“Mary. Today, you will notice me,” he recited, casting a silent spell on his object of affection. He envisioned her by his side, walking together, lunching together, laying together. His thoughts again drifted to those intimate moments, thoughts he would have spent more time on if it hadn’t been for that damn whistling.

It was time to pull out the big guns. The powersnot, when one places a finger over the non-offending nostril and blows with all one’s lung capacity. This method had been great while in the shower, but for Bernard, this would be the first time he attempted it in public. He leaned his head forward reminding himself of the relief he would feel when, today, he would speak to her whistle free. He covered his right nostril. He blew. Fragments and air sprayed forth from the left side of his nose, but still no product. The whistling grew louder. He leaned further forward, pressed harder, blew with more strength. Still, nothing to reward him for his efforts. He was growing frustrated and time was running out.

“Will I have to forgo my prepared speech because of a lousy piece of snot?” He raged, now leaning back to allow his diaphragm space to expand, preparing his lungs for a sincere assault. Jamming his first finger of his right hand fully up his nose, he clenched his lips together and froze. A few inches before him there dangled a dainty white laced handkerchief.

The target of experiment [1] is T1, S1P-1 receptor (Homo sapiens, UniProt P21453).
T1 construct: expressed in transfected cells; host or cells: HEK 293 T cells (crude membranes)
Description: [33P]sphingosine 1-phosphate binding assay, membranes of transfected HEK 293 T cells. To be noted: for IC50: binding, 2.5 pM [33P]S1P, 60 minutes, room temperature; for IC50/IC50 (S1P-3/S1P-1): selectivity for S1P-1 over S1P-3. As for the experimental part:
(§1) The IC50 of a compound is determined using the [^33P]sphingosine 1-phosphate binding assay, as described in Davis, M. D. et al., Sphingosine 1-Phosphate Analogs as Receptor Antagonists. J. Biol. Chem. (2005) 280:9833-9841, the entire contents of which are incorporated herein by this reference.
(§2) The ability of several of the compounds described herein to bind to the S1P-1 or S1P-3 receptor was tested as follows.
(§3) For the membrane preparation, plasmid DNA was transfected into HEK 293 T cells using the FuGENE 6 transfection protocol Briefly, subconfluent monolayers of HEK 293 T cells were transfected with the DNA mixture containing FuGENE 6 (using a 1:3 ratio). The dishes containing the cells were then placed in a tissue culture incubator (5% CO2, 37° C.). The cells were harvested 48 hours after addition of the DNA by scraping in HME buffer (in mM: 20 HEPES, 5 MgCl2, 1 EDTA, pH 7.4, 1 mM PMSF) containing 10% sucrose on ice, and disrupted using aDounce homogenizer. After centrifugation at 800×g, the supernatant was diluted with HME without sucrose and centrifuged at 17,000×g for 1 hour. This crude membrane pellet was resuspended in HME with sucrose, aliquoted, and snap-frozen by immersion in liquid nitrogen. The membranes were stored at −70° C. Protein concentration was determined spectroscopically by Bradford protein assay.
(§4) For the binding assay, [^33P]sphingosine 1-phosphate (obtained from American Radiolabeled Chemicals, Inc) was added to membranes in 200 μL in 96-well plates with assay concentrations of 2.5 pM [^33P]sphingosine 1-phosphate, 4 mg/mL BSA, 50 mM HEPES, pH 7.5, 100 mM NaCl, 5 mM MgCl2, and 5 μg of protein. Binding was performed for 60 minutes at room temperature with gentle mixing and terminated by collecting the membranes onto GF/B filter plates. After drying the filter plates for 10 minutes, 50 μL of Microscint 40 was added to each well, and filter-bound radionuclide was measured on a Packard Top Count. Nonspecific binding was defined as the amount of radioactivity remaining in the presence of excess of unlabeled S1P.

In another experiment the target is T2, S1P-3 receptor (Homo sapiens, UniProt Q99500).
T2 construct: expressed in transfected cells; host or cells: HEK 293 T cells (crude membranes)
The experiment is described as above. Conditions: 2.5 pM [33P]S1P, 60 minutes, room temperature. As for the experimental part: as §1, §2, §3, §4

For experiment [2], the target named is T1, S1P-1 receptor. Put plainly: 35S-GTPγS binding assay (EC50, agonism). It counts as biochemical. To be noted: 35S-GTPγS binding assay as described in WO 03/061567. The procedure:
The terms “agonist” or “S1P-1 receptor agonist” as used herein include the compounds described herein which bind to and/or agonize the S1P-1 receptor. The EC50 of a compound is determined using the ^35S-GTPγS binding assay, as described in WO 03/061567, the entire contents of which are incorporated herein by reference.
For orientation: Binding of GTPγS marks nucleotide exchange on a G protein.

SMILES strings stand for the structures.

Agape with sudden shock Bernard stared up into the soft and glowing face of Mary. Her brow raised slightly, she awaited his response. Neither of them spoke as Bernard finally realized he was currently preparing to introduce himself to the woman of his worship with his finger rammed entirely into his nose. He quickly removed it, smiled, and snagged the hanky from her hand. He gave a good sincere blow into the fabric and dislodged the guilty party. He glanced up from the damp embroidered M and found her gone. Quickly scanning the park path he saw the back of her ponytail, twenty yards down the way.

“Thank you!” He called out. She spun her head and waved at him, a broad smile across her flushed face.

He fingered the lacy fabric, smiled at the feel, and smelled a corner that had yet to be used. He gazed lovingly at the gift.

“She noticed me,” he murmured to himself. He gathered his things up excitedly, pocketed the precious cloth, and sped to the park exit for home. He’d be back tomorrow.